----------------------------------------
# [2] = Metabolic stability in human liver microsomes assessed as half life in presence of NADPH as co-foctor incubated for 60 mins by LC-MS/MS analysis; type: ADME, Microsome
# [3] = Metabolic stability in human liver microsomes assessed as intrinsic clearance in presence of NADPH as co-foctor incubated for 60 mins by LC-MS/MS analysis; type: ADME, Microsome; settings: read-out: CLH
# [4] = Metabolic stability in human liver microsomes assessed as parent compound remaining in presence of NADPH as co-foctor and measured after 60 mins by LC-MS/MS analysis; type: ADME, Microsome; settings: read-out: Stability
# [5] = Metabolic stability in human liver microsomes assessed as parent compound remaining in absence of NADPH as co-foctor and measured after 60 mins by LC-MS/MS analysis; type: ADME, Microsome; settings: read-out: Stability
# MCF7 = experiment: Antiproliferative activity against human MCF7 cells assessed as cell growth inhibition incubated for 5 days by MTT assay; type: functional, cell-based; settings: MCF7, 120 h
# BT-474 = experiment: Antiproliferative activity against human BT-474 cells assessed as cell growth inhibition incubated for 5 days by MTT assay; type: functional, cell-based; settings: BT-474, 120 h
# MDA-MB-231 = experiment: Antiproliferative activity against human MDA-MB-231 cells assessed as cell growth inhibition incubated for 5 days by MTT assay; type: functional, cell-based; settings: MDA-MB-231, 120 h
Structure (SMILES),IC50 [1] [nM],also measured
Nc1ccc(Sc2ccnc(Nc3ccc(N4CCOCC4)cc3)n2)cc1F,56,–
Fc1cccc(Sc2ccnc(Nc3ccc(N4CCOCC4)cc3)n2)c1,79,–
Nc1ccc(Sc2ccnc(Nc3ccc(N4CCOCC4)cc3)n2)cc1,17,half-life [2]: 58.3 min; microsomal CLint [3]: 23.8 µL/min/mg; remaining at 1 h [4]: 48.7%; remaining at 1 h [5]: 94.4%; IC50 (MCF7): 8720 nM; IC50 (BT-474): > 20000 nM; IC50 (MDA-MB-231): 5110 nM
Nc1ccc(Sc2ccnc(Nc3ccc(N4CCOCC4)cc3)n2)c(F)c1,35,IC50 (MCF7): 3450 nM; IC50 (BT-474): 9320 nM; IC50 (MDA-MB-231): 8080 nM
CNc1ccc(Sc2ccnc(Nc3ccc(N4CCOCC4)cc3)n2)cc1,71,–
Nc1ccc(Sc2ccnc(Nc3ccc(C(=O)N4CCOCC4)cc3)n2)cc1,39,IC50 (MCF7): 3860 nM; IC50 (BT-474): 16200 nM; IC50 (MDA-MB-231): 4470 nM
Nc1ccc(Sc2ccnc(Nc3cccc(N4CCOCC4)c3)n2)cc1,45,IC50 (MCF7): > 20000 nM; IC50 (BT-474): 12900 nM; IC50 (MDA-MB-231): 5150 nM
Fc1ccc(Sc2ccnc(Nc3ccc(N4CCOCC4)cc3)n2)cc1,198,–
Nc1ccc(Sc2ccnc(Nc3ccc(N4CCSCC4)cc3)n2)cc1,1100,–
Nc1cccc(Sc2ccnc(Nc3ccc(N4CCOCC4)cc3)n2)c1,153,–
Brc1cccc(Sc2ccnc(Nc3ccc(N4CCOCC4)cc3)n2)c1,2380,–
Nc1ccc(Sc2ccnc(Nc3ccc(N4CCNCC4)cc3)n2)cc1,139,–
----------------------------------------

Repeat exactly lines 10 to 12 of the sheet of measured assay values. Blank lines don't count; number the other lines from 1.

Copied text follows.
Fc1cccc(Sc2ccnc(Nc3ccc(N4CCOCC4)cc3)n2)c1,79,–
Nc1ccc(Sc2ccnc(Nc3ccc(N4CCOCC4)cc3)n2)cc1,17,half-life [2]: 58.3 min; microsomal CLint [3]: 23.8 µL/min/mg; remaining at 1 h [4]: 48.7%; remaining at 1 h [5]: 94.4%; IC50 (MCF7): 8720 nM; IC50 (BT-474): > 20000 nM; IC50 (MDA-MB-231): 5110 nM
Nc1ccc(Sc2ccnc(Nc3ccc(N4CCOCC4)cc3)n2)c(F)c1,35,IC50 (MCF7): 3450 nM; IC50 (BT-474): 9320 nM; IC50 (MDA-MB-231): 8080 nM